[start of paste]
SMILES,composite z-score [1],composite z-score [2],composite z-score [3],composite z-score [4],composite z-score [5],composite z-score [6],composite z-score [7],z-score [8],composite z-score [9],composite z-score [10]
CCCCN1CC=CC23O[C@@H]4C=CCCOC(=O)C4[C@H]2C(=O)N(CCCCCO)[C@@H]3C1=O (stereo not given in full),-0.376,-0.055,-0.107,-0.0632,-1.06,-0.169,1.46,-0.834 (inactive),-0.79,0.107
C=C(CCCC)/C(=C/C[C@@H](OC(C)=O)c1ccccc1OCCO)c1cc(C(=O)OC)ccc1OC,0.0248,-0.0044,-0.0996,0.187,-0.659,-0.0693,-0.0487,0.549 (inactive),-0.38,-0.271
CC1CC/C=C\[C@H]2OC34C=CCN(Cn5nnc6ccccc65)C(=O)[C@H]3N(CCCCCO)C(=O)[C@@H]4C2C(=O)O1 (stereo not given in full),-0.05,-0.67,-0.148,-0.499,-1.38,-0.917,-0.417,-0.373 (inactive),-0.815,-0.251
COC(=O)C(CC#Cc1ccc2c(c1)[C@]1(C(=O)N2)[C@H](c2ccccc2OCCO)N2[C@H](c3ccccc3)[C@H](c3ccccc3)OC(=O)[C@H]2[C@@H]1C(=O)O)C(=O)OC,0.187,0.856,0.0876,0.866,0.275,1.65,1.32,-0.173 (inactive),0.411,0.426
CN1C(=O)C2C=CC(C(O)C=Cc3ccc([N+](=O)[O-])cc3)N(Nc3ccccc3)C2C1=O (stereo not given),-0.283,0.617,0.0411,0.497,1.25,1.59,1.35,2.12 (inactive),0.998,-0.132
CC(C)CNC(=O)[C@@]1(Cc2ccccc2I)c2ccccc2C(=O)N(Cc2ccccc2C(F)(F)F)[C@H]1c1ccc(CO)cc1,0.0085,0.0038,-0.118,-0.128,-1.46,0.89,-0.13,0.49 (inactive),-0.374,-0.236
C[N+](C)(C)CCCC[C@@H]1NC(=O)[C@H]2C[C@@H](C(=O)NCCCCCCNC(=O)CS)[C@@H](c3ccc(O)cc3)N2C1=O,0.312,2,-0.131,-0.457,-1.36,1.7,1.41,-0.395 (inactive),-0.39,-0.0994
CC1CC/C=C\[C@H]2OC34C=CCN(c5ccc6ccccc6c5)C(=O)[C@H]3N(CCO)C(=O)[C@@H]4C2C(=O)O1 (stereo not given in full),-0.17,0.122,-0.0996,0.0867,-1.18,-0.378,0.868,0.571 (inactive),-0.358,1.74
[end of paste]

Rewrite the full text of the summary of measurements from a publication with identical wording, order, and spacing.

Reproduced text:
SMILES,composite z-score [1],composite z-score [2],composite z-score [3],composite z-score [4],composite z-score [5],composite z-score [6],composite z-score [7],z-score [8],composite z-score [9],composite z-score [10]
CCCCN1CC=CC23O[C@@H]4C=CCCOC(=O)C4[C@H]2C(=O)N(CCCCCO)[C@@H]3C1=O (stereo not given in full),-0.376,-0.055,-0.107,-0.0632,-1.06,-0.169,1.46,-0.834 (inactive),-0.79,0.107
C=C(CCCC)/C(=C/C[C@@H](OC(C)=O)c1ccccc1OCCO)c1cc(C(=O)OC)ccc1OC,0.0248,-0.0044,-0.0996,0.187,-0.659,-0.0693,-0.0487,0.549 (inactive),-0.38,-0.271
CC1CC/C=C\[C@H]2OC34C=CCN(Cn5nnc6ccccc65)C(=O)[C@H]3N(CCCCCO)C(=O)[C@@H]4C2C(=O)O1 (stereo not given in full),-0.05,-0.67,-0.148,-0.499,-1.38,-0.917,-0.417,-0.373 (inactive),-0.815,-0.251
COC(=O)C(CC#Cc1ccc2c(c1)[C@]1(C(=O)N2)[C@H](c2ccccc2OCCO)N2[C@H](c3ccccc3)[C@H](c3ccccc3)OC(=O)[C@H]2[C@@H]1C(=O)O)C(=O)OC,0.187,0.856,0.0876,0.866,0.275,1.65,1.32,-0.173 (inactive),0.411,0.426
CN1C(=O)C2C=CC(C(O)C=Cc3ccc([N+](=O)[O-])cc3)N(Nc3ccccc3)C2C1=O (stereo not given),-0.283,0.617,0.0411,0.497,1.25,1.59,1.35,2.12 (inactive),0.998,-0.132
CC(C)CNC(=O)[C@@]1(Cc2ccccc2I)c2ccccc2C(=O)N(Cc2ccccc2C(F)(F)F)[C@H]1c1ccc(CO)cc1,0.0085,0.0038,-0.118,-0.128,-1.46,0.89,-0.13,0.49 (inactive),-0.374,-0.236
C[N+](C)(C)CCCC[C@@H]1NC(=O)[C@H]2C[C@@H](C(=O)NCCCCCCNC(=O)CS)[C@@H](c3ccc(O)cc3)N2C1=O,0.312,2,-0.131,-0.457,-1.36,1.7,1.41,-0.395 (inactive),-0.39,-0.0994
CC1CC/C=C\[C@H]2OC34C=CCN(c5ccc6ccccc6c5)C(=O)[C@H]3N(CCO)C(=O)[C@@H]4C2C(=O)O1 (stereo not given in full),-0.17,0.122,-0.0996,0.0867,-1.18,-0.378,0.868,0.571 (inactive),-0.358,1.74